After 3 years of travel, we find that each one of our bucket list checkmarks comes with a bigger list of things we didn’t see, but now must go back and see! We live and travel full time in our RV and New Mexico was one of our biggest surprises. When we thought of NM we thought of desert, dry, and flat. OH ~ it’s to the contrary! Check out our list of amazing places! Come back often!
Kasha-Katuwe Tent Rocks National Monument
Located near Cochiti. Many people zip right past Tent Rocks when traveling between Santa Fe and Albuquerque without even realizing it’s there. At this national monument, you can hike in between a slot canyon, and up to a mesa that affords unsurpassable views of New Mexico. These rock formations are located off NM-22
The Town of Chloride
Located in Sierra County If you’re a fan of ghost towns of the Old West, you’ll want to check out Chloride. The town supported numerous businesses including a mercantile, a hotel, and a butcher’s shop. The one bank wasn’t able to survive but it was turned into a saloon. Clearly, folks here knew how to have a good time. A handful of people still live in town but it’s essentially a ghost town
Venture off the freeway and onto the Turquoise Trail National Scenic Byway, and you’ll see what we mean.
The Scenic and Historic Area encompass 15,000 square miles in the heart of central New Mexico, linking Albuquerque and Santa Fe. The drive is approximately 50 miles along Highway 14. Enjoy a breathtaking view from atop Sandia Crest, then drive back into history through the mining towns of Golden, Madrid, and Cerrillos, now coming alive with art, crafts, theater, music, museums, and restaurants.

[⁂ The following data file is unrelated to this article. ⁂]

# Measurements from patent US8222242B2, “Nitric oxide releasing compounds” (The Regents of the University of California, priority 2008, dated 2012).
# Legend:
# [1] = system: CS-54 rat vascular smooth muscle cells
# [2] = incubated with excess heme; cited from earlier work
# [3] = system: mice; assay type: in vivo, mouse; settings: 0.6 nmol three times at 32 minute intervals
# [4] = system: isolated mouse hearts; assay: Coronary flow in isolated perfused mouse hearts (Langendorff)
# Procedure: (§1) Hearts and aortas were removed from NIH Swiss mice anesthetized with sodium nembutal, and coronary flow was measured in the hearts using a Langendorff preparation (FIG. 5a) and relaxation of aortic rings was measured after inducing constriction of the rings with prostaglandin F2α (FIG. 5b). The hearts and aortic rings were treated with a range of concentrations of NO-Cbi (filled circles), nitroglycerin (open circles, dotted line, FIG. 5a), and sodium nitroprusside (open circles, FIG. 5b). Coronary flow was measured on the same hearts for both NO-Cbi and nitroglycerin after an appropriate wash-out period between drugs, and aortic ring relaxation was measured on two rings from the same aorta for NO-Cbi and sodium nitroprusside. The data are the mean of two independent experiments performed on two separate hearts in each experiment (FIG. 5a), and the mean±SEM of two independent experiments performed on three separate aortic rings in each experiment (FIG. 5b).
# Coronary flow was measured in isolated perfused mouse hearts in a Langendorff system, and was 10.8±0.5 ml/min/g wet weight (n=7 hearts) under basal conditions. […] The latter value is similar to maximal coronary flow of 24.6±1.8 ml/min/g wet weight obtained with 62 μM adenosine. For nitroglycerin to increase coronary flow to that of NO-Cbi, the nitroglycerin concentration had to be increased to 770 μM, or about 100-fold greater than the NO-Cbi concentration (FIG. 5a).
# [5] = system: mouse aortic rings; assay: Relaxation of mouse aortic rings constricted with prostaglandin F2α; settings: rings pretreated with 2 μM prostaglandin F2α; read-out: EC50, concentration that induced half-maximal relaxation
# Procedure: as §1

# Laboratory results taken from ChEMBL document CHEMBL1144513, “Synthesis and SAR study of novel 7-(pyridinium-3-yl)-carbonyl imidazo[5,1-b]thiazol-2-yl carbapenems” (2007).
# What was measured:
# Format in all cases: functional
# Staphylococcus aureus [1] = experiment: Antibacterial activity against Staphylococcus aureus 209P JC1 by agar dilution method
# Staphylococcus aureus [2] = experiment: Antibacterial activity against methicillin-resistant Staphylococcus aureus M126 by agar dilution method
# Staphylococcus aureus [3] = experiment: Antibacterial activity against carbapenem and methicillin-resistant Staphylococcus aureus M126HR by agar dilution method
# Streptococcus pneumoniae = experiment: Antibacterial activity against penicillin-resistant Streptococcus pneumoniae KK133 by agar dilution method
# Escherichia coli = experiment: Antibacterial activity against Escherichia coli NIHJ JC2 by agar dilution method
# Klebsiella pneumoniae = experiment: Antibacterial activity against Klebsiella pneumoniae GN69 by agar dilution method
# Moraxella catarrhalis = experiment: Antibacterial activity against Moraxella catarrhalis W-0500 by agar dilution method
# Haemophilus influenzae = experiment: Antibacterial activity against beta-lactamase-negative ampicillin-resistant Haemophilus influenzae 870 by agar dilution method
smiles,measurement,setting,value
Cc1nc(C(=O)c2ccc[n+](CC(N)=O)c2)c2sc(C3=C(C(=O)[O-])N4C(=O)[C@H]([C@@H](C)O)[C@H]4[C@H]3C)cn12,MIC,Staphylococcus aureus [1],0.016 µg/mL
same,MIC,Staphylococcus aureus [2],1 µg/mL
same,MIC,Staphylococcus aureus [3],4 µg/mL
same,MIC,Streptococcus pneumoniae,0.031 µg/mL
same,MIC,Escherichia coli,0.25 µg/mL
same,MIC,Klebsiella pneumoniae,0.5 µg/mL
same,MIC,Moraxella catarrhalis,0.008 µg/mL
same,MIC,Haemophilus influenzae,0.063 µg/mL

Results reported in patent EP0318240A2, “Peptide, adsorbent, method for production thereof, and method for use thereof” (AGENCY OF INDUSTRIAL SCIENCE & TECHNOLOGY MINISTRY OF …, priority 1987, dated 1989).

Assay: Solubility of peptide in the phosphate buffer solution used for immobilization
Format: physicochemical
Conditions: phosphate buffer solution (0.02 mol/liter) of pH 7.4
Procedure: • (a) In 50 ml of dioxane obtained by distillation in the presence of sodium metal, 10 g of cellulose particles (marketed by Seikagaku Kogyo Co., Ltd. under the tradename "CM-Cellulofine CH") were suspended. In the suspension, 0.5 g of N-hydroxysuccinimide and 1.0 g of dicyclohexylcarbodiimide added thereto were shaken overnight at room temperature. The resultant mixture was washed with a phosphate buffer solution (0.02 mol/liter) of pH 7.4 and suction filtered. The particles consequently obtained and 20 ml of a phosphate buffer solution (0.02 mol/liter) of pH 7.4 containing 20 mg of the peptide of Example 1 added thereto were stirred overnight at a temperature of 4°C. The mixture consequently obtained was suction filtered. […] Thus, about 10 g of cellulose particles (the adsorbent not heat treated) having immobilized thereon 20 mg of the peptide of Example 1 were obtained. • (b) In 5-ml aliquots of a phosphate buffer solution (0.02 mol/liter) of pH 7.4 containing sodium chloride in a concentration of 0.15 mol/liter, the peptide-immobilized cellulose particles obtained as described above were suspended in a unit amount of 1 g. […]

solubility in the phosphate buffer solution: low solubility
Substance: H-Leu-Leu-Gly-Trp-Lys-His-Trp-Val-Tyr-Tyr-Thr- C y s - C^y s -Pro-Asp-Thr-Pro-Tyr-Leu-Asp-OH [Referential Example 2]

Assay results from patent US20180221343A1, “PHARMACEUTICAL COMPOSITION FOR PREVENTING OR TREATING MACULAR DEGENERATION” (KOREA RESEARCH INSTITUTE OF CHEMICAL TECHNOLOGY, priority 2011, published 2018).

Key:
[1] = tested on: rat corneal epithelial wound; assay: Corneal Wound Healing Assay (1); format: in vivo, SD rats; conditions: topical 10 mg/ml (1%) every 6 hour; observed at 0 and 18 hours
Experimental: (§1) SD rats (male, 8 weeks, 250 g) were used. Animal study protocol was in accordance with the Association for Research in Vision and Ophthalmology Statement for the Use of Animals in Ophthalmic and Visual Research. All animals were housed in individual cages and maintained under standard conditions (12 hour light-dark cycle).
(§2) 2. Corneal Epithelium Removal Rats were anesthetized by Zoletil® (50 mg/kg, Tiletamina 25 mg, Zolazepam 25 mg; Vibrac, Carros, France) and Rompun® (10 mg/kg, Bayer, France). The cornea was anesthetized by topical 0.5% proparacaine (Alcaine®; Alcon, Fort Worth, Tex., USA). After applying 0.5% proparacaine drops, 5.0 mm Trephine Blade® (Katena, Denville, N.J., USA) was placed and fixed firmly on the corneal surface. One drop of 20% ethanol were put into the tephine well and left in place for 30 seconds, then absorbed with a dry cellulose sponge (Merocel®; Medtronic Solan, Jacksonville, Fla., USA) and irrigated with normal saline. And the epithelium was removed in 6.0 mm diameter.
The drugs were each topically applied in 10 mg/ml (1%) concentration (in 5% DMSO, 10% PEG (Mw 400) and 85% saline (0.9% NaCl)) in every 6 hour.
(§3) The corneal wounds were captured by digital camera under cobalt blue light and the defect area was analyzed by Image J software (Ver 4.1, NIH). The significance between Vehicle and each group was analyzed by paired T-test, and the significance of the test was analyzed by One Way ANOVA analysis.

This rock formation truly does look like a resting camel. Easy to find – No hiking involved! Just off a highway exit, across from the Camel Rock Casino.
2020 update on Camel Rock – Someone posted that the nose has fallen off. So maybe it doesn’t look much like a camel anymore.
This is super cool!! The Blue Hole of Santa Rosa is a circular, bell-shaped pool east of Santa Rosa, New Mexico that is one of the most popular dive destinations in the SCUBA diving and training. It is a clear blue body of water with a constant 62* and constant inflow of 3,000 US gallons per minute. That is an incredible amount of water! While the surface is only 80 feet in diameter, it expands to a diameter of 130 feet at the bottom.
This was our favorite little hidden gem! Little visited and largely unknown, the Bisti Badlands is an amazingly scenic and colorful expanse of undulating mounds and unusual eroded rocks covering 4,000 acres, hidden away in the high desert of the San Juan Basin that covers the distant northwest corner of New Mexico, yet this area is just one of many similar regions in the region, the remainder even less publicized.
The badlands are administered by the BLM (Bureau of Land Management), are free to enter, and are known officially, but less evocatively as the Bisti Wilderness Area. The best way to find this area is actually GPS coordinates which are 36.259, -108.252 (this is the BLM trailhead). You gotta see this place!!! It’s amazing. Click here to see our blog where we visited this area!
You won’t have a problem finding boondocking places in New Mexico. Here are 2 great suggestions!
- Beautiful views! Red Cloud – County Road A023 – Corona, New Mexico – GPS: 34.208941, -105.752795 – Great cell coverage!
- There is an unbelievable amount of boondocking in the Santa Fe National Forest. Camp May again has plenty of room and great cell service. GPS: 35.897666, -106.398786
We’d love to hear your off the beaten path places you’ve seen in New Mexico. Make sure you leave your comments below! We definitely will be going back to New Mexico to do some more exploring! Share your hidden gems with us!
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